Authorities recently seized an old yellow school bus full of marijuana on the Tohono O’odham reservation in Arizona, USA Today reports. The 1,867-pound load was worth about $1.8 million on the street. The newspaper says the case “reflected the increasingly brazen tactics being used by Mexican drug traffickers who have overrun parts of this desolate, 2.8 million-acre reservation.”
Driven away from well-traveled border crossings by the tight security after the Sept. 11. 2001, terrorist attacks, some drug traffickers have turned to lightly patrolled Indian reservations. By car, foot and plane, they are sending unprecedented waves of marijuana, methamphetamine and other drugs through the Tohono O’odham reservation. The villages that are home to about 14,000 Tohono O’odham ranchers, potters, and weavers are among stops in a smuggling pipeline that has used reservations in New York and Montana as staging areas for distributing drugs.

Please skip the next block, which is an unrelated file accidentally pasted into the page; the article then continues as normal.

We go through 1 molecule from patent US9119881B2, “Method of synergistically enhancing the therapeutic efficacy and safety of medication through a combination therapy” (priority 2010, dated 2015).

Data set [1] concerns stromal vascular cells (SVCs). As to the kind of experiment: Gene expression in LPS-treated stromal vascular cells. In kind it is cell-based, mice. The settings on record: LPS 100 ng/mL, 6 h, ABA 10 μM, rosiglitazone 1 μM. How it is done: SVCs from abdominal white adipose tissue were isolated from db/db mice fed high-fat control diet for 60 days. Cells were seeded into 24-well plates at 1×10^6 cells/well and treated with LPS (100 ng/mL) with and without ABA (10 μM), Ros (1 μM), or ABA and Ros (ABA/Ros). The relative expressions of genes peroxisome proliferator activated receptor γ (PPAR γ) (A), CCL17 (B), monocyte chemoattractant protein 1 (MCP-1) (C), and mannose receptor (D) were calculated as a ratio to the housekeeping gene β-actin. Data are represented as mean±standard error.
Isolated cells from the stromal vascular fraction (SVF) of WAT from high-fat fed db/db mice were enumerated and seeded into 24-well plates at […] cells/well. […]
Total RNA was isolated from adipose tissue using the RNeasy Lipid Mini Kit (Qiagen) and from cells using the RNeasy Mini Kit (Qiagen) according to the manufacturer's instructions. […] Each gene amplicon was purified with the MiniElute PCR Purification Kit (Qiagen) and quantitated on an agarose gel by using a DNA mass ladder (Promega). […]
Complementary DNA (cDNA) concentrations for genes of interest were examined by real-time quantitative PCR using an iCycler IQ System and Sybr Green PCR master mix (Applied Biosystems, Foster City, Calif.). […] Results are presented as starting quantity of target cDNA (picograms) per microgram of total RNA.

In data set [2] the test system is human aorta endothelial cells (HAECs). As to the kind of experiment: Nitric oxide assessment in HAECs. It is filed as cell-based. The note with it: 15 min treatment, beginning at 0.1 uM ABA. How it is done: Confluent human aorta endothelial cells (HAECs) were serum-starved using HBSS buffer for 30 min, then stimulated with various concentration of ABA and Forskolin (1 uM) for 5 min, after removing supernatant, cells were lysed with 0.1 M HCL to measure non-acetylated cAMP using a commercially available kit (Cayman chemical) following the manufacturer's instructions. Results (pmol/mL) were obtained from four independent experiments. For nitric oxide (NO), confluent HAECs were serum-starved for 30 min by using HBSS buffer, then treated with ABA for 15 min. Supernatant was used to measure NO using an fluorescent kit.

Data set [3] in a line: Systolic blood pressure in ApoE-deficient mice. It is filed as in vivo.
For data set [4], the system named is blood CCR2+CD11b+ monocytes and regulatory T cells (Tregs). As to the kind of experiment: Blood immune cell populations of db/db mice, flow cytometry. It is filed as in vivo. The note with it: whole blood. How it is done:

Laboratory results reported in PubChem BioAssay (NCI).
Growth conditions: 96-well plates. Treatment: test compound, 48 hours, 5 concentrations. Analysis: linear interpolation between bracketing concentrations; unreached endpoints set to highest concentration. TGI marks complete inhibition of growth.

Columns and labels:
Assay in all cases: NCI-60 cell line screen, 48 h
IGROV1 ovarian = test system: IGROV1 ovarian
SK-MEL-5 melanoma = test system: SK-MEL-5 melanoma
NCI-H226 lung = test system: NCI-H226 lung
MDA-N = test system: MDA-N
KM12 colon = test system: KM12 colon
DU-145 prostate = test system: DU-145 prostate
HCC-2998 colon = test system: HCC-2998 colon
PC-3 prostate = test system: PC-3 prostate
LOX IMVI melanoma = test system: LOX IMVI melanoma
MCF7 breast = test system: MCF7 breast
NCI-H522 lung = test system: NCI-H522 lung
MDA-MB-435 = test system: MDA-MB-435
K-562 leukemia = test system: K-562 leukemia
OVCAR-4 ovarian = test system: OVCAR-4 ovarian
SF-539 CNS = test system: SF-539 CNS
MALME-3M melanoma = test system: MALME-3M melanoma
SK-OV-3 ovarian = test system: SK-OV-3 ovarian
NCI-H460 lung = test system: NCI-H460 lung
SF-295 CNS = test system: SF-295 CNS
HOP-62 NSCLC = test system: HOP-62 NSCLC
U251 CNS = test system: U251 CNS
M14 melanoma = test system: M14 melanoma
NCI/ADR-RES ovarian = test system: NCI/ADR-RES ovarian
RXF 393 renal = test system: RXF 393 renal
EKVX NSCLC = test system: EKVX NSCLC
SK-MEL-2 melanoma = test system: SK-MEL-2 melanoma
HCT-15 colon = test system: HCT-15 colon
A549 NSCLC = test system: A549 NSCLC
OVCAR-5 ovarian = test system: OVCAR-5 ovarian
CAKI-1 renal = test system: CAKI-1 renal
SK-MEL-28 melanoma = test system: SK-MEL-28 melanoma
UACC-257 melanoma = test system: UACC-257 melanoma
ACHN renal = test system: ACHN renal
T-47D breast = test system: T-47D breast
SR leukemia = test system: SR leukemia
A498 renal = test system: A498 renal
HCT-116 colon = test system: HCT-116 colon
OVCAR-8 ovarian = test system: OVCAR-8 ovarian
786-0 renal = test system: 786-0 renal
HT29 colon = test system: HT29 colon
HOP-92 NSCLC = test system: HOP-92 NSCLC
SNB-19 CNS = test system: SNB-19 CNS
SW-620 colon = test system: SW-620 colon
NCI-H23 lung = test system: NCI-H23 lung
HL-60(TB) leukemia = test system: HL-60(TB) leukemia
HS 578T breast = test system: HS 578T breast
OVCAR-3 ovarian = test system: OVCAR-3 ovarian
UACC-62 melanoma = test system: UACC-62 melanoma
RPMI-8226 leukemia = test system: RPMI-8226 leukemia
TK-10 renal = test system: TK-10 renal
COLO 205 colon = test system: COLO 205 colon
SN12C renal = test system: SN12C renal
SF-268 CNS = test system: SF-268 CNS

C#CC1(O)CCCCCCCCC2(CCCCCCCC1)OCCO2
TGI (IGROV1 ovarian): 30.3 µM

Drug traffickers’ use of reservations has frightened residents and has led to calls for the U.S. government to beef up patrols on Indian lands. Tohono O’odham officials estimate they and the Border Patrol stop only about 25% of the loads that pass through here. Reservations “are serving as a (drug) pipeline to major (cities) like Chicago, New York, Miami and Seattle,” says Tom Heffelfinger, the U.S. attorney in Minneapolis. He recently led a meeting in South Dakota at which a dozen federal prosecutors and officials of he U.S. Bureau of Indian Affairs discussed problems with drugs on reservations.
Tohono O’odham officials say traffickers have corrupted their people and polluted their land. Smugglers have left a stream of garbage and abandoned vehicles across the reservation. Since January, tribal police say they have recovered more than 2,500 cars or trucks left by smugglers.
Scott Burns of the White House Office of National Drug Control Policy, says the Tohono O’odham nation’s problem with smugglers is a “disturbing hole” in U.S. efforts to keep drugs from flowing from Mexico. “I would characterize the situation as terrible,” he says. “It’s going to take substantial resources to deal with it.”